|Title||Paleointensity from subaerial basaltic glasses from the second Hawaii Scientific Drilling Project (HSDP2) core and implications for possible bias in data from lava flow interiors|
|Publication Type||Journal Article|
|Year of Publication||2017|
|Authors||Cai S., Tauxe L, Cromwell G.|
|Journal||Journal of Geophysical Research-Solid Earth|
|Type of Article||Article|
|Keywords||cooling rate; geomagnetic-field strength; grains; hawaii; HSDP2; intensity; magnetite; multidomain; Paleointensity; selection; single-domain; subaerial basaltic glass; Thellier; trm|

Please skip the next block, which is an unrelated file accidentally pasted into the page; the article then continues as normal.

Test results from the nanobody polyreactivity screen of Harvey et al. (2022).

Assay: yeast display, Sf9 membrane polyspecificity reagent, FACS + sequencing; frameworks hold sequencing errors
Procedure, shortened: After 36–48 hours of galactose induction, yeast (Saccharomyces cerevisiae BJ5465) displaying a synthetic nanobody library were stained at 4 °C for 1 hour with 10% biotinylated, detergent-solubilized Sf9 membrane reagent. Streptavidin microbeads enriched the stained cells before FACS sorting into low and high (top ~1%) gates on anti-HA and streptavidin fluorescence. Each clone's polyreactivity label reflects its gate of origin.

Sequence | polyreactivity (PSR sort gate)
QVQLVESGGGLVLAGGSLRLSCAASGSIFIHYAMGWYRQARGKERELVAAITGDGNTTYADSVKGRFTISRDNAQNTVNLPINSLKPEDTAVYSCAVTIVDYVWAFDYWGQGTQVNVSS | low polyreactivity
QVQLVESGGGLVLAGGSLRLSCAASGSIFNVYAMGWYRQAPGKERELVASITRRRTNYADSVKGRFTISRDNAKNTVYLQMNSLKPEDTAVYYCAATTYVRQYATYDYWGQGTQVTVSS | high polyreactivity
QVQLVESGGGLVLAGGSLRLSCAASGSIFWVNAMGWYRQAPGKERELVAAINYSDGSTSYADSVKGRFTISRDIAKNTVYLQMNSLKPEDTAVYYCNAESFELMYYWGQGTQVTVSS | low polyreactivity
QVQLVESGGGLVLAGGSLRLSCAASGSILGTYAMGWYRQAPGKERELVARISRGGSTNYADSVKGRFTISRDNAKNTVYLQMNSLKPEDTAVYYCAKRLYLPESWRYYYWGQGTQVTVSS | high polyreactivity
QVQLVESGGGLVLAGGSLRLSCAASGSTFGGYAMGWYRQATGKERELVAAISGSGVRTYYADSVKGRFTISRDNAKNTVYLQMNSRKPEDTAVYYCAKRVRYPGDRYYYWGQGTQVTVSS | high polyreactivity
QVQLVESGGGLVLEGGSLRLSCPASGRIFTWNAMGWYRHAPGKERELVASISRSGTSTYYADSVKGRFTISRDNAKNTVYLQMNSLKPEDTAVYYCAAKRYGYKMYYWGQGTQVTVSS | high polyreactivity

In this study, we collected samples from subaerial basaltic glassy margins from the second Hawaii Scientific Drilling Project (HSDP2) core. We employed the rigorous IZZI method during the paleointensity experiment combined with the stringent CCRIT criteria for data selection to obtain 21 robust paleointensity estimates recorded by glassy margins from 20 lava flows. We compared our new results to published paleointensities from the interiors of the lava flows from HSDP2 and found that our data are systematically lower than those from the interiors of the same lava flows. The reasons for the discrepancy in intensity are still unclear, but one possibility that could not be absolutely excluded is the effect of cooling rate on the more slowly cooled lava flow interiors. Although our new data from the glassy margins are lower than those from the lava flow interiors, they are still overall higher than the expected field of the study site calculated from a geocentric axial dipole model with an ancient average field of 42ZAm(2), either because of a long-term local anomaly of the field in Hawaii or an insufficient age distribution of our new data (e.g., missing the time period with low field intensities).